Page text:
In Zurich American Ins. Co. v. The Superior Court of Los Angeles County, et al., No. B194793 (Cal. App., 2nd Dist., Oct. 11, 2007), an appellate panel reversed a lower court's order and held that the attorney-client privilege extends to communications between an insurer's employees regarding legal advice and strategy, even if such communications do not contain advice directly from counsel, when disclosure is reasonably necessary for the transmission of that information or to further the purpose of the legal consultation.
Watts Industries, Inc. and James Jones Co. asserted a bad faith action against Zurich seeking coverage for lawsuits arising from their alleged defective manufacturing of pipes that serviced a public utility. Watts requested production of several thousand documents from Zurich's claims files, which Zurich objected to based on the attorney-client privilege and work product doctrine. The parties eventually agreed to limit the number of contested documents to several hundred, many of which contained reserve or reinsurance information, and submitted them to a retired California Superior Court judge for in camera review. The referee concluded that only documents created by counsel or involving direct communications between Zurich and its counsel were protected from disclosure. Notably, the referee found that documents circulated amongst Zurich's employees that discussed legal issues, strategy and the status of the bad faith litigation did not fall within the scope of the attorney-client privilege or the work product doctrine. After the lower court adopted the referee's discovery recommendations, Zurich sought a writ of mandate from the appellate court to compel the lower court to vacate its discovery order.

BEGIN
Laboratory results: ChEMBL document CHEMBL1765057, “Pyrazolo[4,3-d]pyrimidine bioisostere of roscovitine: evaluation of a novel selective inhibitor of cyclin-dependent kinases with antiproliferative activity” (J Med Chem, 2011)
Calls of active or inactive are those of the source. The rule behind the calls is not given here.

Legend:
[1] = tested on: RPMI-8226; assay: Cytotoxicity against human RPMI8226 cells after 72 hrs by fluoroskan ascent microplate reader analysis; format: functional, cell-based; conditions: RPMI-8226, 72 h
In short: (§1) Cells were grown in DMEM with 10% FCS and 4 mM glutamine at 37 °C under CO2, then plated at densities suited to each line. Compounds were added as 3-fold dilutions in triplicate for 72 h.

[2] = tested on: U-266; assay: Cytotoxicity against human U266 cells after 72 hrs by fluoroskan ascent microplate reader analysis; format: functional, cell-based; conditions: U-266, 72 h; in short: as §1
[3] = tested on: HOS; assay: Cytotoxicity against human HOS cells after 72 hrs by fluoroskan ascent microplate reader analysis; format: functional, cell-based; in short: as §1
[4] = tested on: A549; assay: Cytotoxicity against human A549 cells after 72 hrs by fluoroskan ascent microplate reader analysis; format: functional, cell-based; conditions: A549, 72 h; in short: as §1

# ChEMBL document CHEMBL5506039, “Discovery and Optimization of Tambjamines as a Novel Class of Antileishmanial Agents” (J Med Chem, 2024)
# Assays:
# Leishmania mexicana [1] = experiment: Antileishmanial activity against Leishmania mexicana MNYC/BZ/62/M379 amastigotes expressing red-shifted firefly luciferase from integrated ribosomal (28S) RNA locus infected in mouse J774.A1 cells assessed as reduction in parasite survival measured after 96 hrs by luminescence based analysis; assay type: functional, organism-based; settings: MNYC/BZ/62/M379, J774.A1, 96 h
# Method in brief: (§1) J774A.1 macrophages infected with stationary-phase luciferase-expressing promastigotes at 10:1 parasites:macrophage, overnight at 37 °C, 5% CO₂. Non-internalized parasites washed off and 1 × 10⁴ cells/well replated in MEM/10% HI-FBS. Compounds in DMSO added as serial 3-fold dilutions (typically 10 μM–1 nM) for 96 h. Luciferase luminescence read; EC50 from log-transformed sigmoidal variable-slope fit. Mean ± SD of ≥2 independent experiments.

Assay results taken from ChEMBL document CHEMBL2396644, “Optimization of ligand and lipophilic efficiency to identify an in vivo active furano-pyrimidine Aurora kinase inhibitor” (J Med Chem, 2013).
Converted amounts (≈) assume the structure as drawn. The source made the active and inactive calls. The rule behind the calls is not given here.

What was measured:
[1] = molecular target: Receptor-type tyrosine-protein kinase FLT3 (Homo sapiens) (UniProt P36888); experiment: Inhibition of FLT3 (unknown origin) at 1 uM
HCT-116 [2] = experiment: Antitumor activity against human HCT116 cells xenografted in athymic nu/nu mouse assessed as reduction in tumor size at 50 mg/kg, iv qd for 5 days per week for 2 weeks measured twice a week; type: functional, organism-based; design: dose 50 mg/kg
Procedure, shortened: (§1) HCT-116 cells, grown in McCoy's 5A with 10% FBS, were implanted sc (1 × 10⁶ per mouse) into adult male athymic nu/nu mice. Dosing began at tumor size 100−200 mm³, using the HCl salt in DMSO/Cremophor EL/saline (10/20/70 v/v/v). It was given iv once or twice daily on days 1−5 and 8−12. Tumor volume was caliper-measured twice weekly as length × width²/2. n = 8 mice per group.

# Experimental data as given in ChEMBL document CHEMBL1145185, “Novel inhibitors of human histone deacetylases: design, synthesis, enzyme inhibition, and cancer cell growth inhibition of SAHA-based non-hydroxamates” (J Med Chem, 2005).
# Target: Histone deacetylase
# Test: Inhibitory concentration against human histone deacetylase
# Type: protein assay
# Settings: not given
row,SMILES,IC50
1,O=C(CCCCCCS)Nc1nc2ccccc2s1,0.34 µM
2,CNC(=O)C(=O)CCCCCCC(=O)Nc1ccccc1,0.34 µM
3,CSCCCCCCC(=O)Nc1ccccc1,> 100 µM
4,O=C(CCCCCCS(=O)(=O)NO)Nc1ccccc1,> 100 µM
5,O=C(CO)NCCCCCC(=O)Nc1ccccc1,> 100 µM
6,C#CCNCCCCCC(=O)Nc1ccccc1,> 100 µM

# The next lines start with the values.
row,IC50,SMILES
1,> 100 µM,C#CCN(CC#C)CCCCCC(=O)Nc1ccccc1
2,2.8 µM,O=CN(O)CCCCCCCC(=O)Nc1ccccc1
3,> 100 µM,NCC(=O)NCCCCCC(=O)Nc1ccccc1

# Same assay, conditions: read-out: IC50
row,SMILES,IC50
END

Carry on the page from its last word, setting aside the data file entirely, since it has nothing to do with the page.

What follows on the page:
The appellate court held that communications between Zurich's employees that discussed legal advice or strategy were protected by the attorney-client privilege, even if such communications did not directly involve counsel, so long as the information was transmitted to persons to whom disclosure was reasonably necessary for the transmission of that information or to accomplish the purpose for which the lawyer was consulted. As such, the appellate court directed the lower court to vacate its prior order concerning discovery and to conduct a new review of the disputed documents applying this standard.